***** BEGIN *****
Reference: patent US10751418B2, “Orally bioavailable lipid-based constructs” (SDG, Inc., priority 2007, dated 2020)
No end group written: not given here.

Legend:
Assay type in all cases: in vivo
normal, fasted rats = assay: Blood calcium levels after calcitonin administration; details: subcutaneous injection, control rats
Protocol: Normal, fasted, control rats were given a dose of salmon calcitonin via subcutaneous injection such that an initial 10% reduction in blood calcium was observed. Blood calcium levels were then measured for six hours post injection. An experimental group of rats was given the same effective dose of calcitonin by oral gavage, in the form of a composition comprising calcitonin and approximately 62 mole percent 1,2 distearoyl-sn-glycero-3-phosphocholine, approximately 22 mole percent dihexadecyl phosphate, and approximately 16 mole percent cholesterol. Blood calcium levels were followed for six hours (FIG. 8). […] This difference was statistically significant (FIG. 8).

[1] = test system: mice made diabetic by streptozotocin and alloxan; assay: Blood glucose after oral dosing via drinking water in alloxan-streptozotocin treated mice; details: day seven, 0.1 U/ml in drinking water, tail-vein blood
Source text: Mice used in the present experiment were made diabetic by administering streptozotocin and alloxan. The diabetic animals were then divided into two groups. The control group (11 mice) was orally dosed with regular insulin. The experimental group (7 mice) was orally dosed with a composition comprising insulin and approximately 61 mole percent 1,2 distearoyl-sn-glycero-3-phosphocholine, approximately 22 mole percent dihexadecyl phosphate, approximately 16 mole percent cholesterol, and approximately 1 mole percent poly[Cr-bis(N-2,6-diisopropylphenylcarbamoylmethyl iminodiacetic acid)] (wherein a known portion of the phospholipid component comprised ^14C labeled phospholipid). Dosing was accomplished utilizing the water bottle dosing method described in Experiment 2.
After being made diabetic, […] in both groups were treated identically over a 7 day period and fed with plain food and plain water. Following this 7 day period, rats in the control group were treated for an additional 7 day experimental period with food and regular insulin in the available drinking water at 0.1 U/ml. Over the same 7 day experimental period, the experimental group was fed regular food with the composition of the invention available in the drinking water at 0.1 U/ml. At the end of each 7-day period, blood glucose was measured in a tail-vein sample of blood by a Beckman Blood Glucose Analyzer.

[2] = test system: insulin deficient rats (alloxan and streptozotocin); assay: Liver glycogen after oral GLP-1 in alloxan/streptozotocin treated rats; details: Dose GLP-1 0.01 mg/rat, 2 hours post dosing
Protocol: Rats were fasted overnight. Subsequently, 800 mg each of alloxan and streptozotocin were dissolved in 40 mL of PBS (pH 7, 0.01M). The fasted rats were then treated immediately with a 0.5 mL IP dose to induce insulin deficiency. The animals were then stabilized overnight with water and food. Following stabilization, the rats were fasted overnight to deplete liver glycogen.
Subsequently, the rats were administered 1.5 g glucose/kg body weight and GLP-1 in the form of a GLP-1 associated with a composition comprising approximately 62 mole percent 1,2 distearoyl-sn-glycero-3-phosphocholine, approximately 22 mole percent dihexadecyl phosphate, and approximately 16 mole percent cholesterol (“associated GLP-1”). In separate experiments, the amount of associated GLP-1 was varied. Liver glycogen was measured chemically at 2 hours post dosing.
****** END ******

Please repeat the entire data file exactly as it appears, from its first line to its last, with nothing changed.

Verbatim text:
Reference: patent US10751418B2, “Orally bioavailable lipid-based constructs” (SDG, Inc., priority 2007, dated 2020)
No end group written: not given here.

Legend:
Assay type in all cases: in vivo
normal, fasted rats = assay: Blood calcium levels after calcitonin administration; details: subcutaneous injection, control rats
Protocol: Normal, fasted, control rats were given a dose of salmon calcitonin via subcutaneous injection such that an initial 10% reduction in blood calcium was observed. Blood calcium levels were then measured for six hours post injection. An experimental group of rats was given the same effective dose of calcitonin by oral gavage, in the form of a composition comprising calcitonin and approximately 62 mole percent 1,2 distearoyl-sn-glycero-3-phosphocholine, approximately 22 mole percent dihexadecyl phosphate, and approximately 16 mole percent cholesterol. Blood calcium levels were followed for six hours (FIG. 8). […] This difference was statistically significant (FIG. 8).

[1] = test system: mice made diabetic by streptozotocin and alloxan; assay: Blood glucose after oral dosing via drinking water in alloxan-streptozotocin treated mice; details: day seven, 0.1 U/ml in drinking water, tail-vein blood
Source text: Mice used in the present experiment were made diabetic by administering streptozotocin and alloxan. The diabetic animals were then divided into two groups. The control group (11 mice) was orally dosed with regular insulin. The experimental group (7 mice) was orally dosed with a composition comprising insulin and approximately 61 mole percent 1,2 distearoyl-sn-glycero-3-phosphocholine, approximately 22 mole percent dihexadecyl phosphate, approximately 16 mole percent cholesterol, and approximately 1 mole percent poly[Cr-bis(N-2,6-diisopropylphenylcarbamoylmethyl iminodiacetic acid)] (wherein a known portion of the phospholipid component comprised ^14C labeled phospholipid). Dosing was accomplished utilizing the water bottle dosing method described in Experiment 2.
After being made diabetic, […] in both groups were treated identically over a 7 day period and fed with plain food and plain water. Following this 7 day period, rats in the control group were treated for an additional 7 day experimental period with food and regular insulin in the available drinking water at 0.1 U/ml. Over the same 7 day experimental period, the experimental group was fed regular food with the composition of the invention available in the drinking water at 0.1 U/ml. At the end of each 7-day period, blood glucose was measured in a tail-vein sample of blood by a Beckman Blood Glucose Analyzer.

[2] = test system: insulin deficient rats (alloxan and streptozotocin); assay: Liver glycogen after oral GLP-1 in alloxan/streptozotocin treated rats; details: Dose GLP-1 0.01 mg/rat, 2 hours post dosing
Protocol: Rats were fasted overnight. Subsequently, 800 mg each of alloxan and streptozotocin were dissolved in 40 mL of PBS (pH 7, 0.01M). The fasted rats were then treated immediately with a 0.5 mL IP dose to induce insulin deficiency. The animals were then stabilized overnight with water and food. Following stabilization, the rats were fasted overnight to deplete liver glycogen.
Subsequently, the rats were administered 1.5 g glucose/kg body weight and GLP-1 in the form of a GLP-1 associated with a composition comprising approximately 62 mole percent 1,2 distearoyl-sn-glycero-3-phosphocholine, approximately 22 mole percent dihexadecyl phosphate, and approximately 16 mole percent cholesterol (“associated GLP-1”). In separate experiments, the amount of associated GLP-1 was varied. Liver glycogen was measured chemically at 2 hours post dosing.